How to Trade Apple's Bungee Jump

NEW YORK ( TheStreet) -- The performance of Apple ( AAPL) since setting an all-time high at $705.07 on Sept. 21 is mind boggling considering that the stock has 22 strong buy ratings and 28 buy ratings according to Yahoo Finance. Apple has only 5 hold ratings, one under-perform rating and one sell rating.

At www.ValuEngine.com we have been tracking Apple using a three-pronged approach that helps investors and traders capture volatility in a strategy I call buy-and-trade.

ValuEngine provides a quantitative approach to equity analysis that begins with the stock valuation model, which is based upon many variables. One important data point is the 12-month trailing P/E, which is 12.47 for Apple. A second important piece of data is the 12-month forward price to earnings ratio, which is based upon Wall Street estimates. For Apple the forward P/E is 10.62 (Yahoo Finance shows 9.49). The third important input is the yield on the U.S. Treasury 30-Year bond, which is 2.77% at Thursday's close. The current low yield environment elevates equity valuations.

The most important calculation from the valuation model is a stock's fair value, and Apple's fair value is $619.60, which makes the stock 11.68% undervalued.

We also know that Apple had a 12-month return of 41.22% and a five-year average annual return of 20.32%, which makes the stock one of the best performers despite the bungee jump since Sept. 21.

The most important calculation from the ValuEngine forecasting model is a stock's one-year price target, and for Apple this price is $578.53 for a projected 12-month gain of 5.72%. Since this reading is above 5% the stock's rating is currently a buy.

On Nov. 21, I wrote Santa Claus Rally Eyed for Online Leaders Apple, Amazon and Google with Apple closing at $560.91 the day before. In this post I suggested that investors and traders book profits on strength to the stock's five-week modified moving average at $586.46, which was tested on Nov. 26.

On Nov. 27, I wrote, Apple Wakes Up to a Downgrade to hold from buy. The first bungee jump off the Nov. 16 low of $505.75 came to a halt just above $594 on Nov. 29 and Dec. 3. Weakness to $518.63 yesterday, plus the return of the buy rating was reason enough for the stock to have a bungee jump to $553.31 intra-day.

The third component of a buy-and-trade strategy incorporates my proprietary analytics, which are based upon nine years of closing prices; the past nine week's, nine months, nine quarters, nine half-years and nine years. The resulting value level is the price at which to buy a stock on weakness and a risky level is the price at which to sell a stock on strength.

Sometimes there's a pivot price in-between, which tends to be a magnet. If a value level or a risky level is violated in its time horizon, it becomes a pivot for the remainder of that time period. These types of pivots have an 85% chance of being tested again during the period.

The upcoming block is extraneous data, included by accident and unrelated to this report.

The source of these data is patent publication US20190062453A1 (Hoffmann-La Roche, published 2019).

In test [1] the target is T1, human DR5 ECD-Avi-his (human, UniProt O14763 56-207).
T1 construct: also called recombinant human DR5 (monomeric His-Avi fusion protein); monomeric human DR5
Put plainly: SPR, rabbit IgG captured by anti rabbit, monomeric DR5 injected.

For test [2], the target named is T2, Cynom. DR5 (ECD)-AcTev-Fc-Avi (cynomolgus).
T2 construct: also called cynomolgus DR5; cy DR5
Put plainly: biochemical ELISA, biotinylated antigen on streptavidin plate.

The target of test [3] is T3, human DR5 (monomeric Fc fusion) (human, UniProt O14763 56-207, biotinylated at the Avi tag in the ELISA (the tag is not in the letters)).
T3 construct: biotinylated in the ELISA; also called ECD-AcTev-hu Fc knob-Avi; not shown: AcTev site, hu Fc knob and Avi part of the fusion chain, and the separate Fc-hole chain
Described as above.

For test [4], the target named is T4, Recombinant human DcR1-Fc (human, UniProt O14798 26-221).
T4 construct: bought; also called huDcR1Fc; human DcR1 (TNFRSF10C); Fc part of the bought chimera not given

Here's how to trade the Apple Bungee Jump: The daily chart for Apple shows the 28.2% bungee jump from $705.07 on Sept. 21 to $505.75 on Nov. 16. Of course no one can capture 100% of this move but with a disciplined approach you can capture a portion of this bungee volatility.

The daily chart also shows what technicians call a "death cross" where the 50-day simple moving average, now at $602.31 trends below the 200-day at $601.26. This simply fortifies these averages as resistances, or levels at which to reduce positions on strength.

Note also that at the high on Sept. 21 that the daily momentum (12x3x3 daily slow stochastic) reading was overbought (greater than 80.00), and then at the bungee low on Nov. 16 that this reading was oversold (less than 20.00). Apple began this week overbought as the stock stayed below its 200-day SMA.

My proprietary analytics show a wide gap between this week's value level at $511.22 and this month's risky level at $612.60.

While the odds do not favor either level to be tested during the bungee downs and ups, there is nothing wrong with a strategy of using good until cancelled GTC limit orders to buy weakness to $511.22 and to sell strength to $612.60.

Chart Courtesy of Thomson/Reuters

At the time of publication the author held no positions in any of the stocks mentioned.

This article is commentary by an independent contributor, separate from TheStreet's regular news coverage.
Richard Suttmeier has an engineering degree from Georgia Tech and a master of science from Brooklyn Poly. He began his career in the financial services industry in 1972 trading U.S. Treasury securities in the primary dealer community. In 1981 he formed the Government Bond Department at LF Rothschild and helped establish that firm as a primary dealer in 1986. Richard began writing market research in 1984 and held positions as market strategist at firms such as Smith Barney, William R Hough, Joseph Stevens, and Rightside Advisors. He joined www.ValuEngine.com in 2008 producing newsletters covering the U.S. capital markets, and a universe of more than 7,000 stocks. Richard employs a "buy and trade" investment strategy and can be reached at RSuttmeier@Gmail.com.

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